Personal Experience vs Science – Are They At Odds?
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Personal Experience Vs Science – Are They At Odds?
A good question found its way into my inbox today: What is the value of personal experience versus scientific evidence? Why does it seem the two of these sometimes conflict? Can they marry?
It does seem the two of these sometimes conflict, doesn’t it? Because occasionally you’ll hear somebody say they attempted this or that diet and it cured them of baldness, or whatever. Then somebody else, somebody from the evidence-based crowd, let’s imagine, will attempt to correct that person, saying they’re conflating causality with sheer dumb luck, or something like that. Then the dieter will tell the evidence-based person to shut his mouth, because he doesn’t know what he’s talking about, and the evidence-based person will link to some article on PubMed, and tell the dieter to shut his mouth, because he doesn’t know what he’s talking about. And both parties will go away feeling satisfied with themselves, knowing they showed what a terrible ignoramus the other person is. It’s a win-win, just like all internet conversations are.
Science is a lovely enterprise, and one, no doubt, that has seen enormous success. If it weren’t for science–that is, the methodological testing and refining of hypotheses through experiment and observation–we wouldn’t be having this conversation, because there wouldn’t be computers or the internet. There wouldn’t even be telephones. So, we should all be very thankful to science. It’s made a lot of good things happen.
But there are two problems that have come along with both the development, and success, of the scientific enterprise. These two problems are:
- Thinking that all knowledge can be reduced to the scientific form of knowledge. (“Scientism”, as it is sometimes known.)
- Holding to a Utopian view of science.
We’ll begin, obviously, with the first, or the notion that all knowledge can be reduced to the scientific form of knowledge. This is problematic for a few reasons. Predominantly, because it’s wrong. Take morality and ethics, for example: Can these be reduced to the scientific form of knowledge? Certainly they cannot. This doesn’t mean that people haven’t tried; it only means they haven’t succeeded, and often when they have tried, very bad results have been obtained. (“I’ll take ‘Eugenics’ for six million, Alex.”)
Now, science might be able to tell us something about what contributes to human flourishing, just as science might able to tell what contributes to the flourishing of cantaloupe. But you can’t define morality as whatever contributes to human flourishing, because that’s not what morality is, since we can imagine–or, no need to imagine, really, when can just as easily remember scenarios where eugenicists have proposed such a preposterous scheme, and which led (or would have lad) to what any right-minded human being would agree to be deeply immoral acts. (Also, Robert Nozick’s Experience-Machine, on why intrinsic feelings =/= morality) So, while acts leading to human flourishing may involve moral acts, they may also involve immoral acts (a cheating husband that, upon knowing he would never be caught, could add “happiness” to another woman’s life, without decreasing his wife’s.), and so this is a mere (read: arbitrary) equivocation. So, it seems on morality and ethics, science has nothing to say.
Or, take it one step further, just for fun. Because say you did adopt a moral worldview around whatever contributes to human flourishing is right and whatever detracts from it is wrong. Only now you have to explain why whatever contributes to human flourishing is more important than whatever contributes to the flourishing of sea elephants, an animal which, personally, I hold in very high regarud. Particularly when they have cute, little mustaches, on their fat and smoosh-y, little face. So, on what scientific grounds, I would like to know, do you have for asserting that human life is more precious than sea elephants? It seems a sort of species-ism, is at play here; a mere favoritism based solely on the one doing the formulation. But maybe I much prefer sea elephants to be jolly than humans, so maybe I will base my life around nurturing sea elephants and neglecting humans, and call that moral. How bowdah!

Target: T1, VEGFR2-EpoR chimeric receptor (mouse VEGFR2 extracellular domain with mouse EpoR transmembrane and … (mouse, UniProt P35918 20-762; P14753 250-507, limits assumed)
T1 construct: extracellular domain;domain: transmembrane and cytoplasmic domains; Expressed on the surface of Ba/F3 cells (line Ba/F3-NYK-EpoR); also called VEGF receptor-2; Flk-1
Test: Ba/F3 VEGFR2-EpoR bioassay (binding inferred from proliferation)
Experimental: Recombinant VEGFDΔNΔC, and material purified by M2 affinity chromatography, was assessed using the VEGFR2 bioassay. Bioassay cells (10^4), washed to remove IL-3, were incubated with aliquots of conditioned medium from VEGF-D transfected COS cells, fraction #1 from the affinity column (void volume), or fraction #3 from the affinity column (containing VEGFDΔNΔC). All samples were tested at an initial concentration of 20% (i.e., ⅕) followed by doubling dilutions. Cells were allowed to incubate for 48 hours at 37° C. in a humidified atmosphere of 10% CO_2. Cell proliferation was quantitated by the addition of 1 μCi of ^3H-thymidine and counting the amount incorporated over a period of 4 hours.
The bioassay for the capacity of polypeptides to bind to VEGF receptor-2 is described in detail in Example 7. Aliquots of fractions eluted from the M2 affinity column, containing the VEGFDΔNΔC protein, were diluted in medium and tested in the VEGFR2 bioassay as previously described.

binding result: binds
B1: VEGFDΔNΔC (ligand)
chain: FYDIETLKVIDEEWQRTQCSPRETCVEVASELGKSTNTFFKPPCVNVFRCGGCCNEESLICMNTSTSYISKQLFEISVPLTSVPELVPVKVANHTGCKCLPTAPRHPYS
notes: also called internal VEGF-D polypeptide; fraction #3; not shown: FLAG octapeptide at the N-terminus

A few other things that cannot be known solely through the scientific way of knowing would be logic and mathematics, both of which are presupposed by science. Also, the existence of the external world, which science also just assumes. (There is no way, scientifically, to show we aren’t all hooked in to The Matrix, but there are at least some compelling philosophical reasons to think that we aren’t. I’ll alleviate your panic another time, perhaps.) Even the reality of the past cannot be empirically verified; that, too, is merely something we hold to be axiomatic through experience. These are all philosophical/metaphysical assumptions, not scientific facts.
So, it’s important to understand that “scientism” isn’t science. It’s a theory of knowledge. It’s a theory of knowledge that cannot be scientifically verified. So this rests as a classic (and, let’s be honest, embarrassing) case of something that is self-referentially incoherent. In shorter language, it’s bad philosophy. Let’s take the following statement just to magnify the point: “You should only believe what can be scientifically proven.” Is that statement scientifically provable? That exercise, dear reader, I leave to you.
So, whatever science has given us (and it’s quite a lot) we must remember that science is a subset of reason, and not, as some would have it, the other way around. This is why logic and philosophy should be solidly formed, either before, or alongside, any scientific pursuit. Because doing so will make a person much less prone to faulty claims about what science is and what science can do.
Unfortunately, however, this position of scientism is one that people, who are scientifically, but not philosophically, trained, often assume. They believe (for reasons we’ve already seen to be in error) that if something hasn’t been established scientifically, then it’s not worth paying attention to, or can’t be true. This is not only wrong; it’s dangerous. Because science is changing. Science is discovering new things, all the time. So, what might be true one day, could be very untrue the next. But then wouldn’t that have been true before, even if it hadn’t been discovered yet? I’m sure you can think of examples where such a position could lead a person to commit a mistake, or speak hastily.